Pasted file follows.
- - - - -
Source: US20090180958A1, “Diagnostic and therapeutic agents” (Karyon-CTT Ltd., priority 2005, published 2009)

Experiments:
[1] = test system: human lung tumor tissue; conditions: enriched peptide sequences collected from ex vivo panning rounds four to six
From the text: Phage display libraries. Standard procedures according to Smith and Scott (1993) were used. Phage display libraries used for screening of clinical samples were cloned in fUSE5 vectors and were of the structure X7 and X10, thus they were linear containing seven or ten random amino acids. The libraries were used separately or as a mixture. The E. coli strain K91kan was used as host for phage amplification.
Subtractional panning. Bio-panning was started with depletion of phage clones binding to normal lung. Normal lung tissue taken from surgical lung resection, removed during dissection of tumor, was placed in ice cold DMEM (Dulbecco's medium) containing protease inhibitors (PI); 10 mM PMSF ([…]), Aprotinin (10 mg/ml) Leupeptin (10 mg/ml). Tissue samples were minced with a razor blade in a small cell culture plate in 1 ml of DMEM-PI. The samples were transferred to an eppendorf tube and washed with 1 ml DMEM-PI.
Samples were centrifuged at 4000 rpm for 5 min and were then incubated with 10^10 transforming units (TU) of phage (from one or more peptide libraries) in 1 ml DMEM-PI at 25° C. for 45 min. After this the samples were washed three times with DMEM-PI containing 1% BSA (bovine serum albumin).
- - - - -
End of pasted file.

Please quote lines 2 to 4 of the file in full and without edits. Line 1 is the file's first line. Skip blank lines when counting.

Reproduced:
Experiments:
[1] = test system: human lung tumor tissue; conditions: enriched peptide sequences collected from ex vivo panning rounds four to six
From the text: Phage display libraries. Standard procedures according to Smith and Scott (1993) were used. Phage display libraries used for screening of clinical samples were cloned in fUSE5 vectors and were of the structure X7 and X10, thus they were linear containing seven or ten random amino acids. The libraries were used separately or as a mixture. The E. coli strain K91kan was used as host for phage amplification.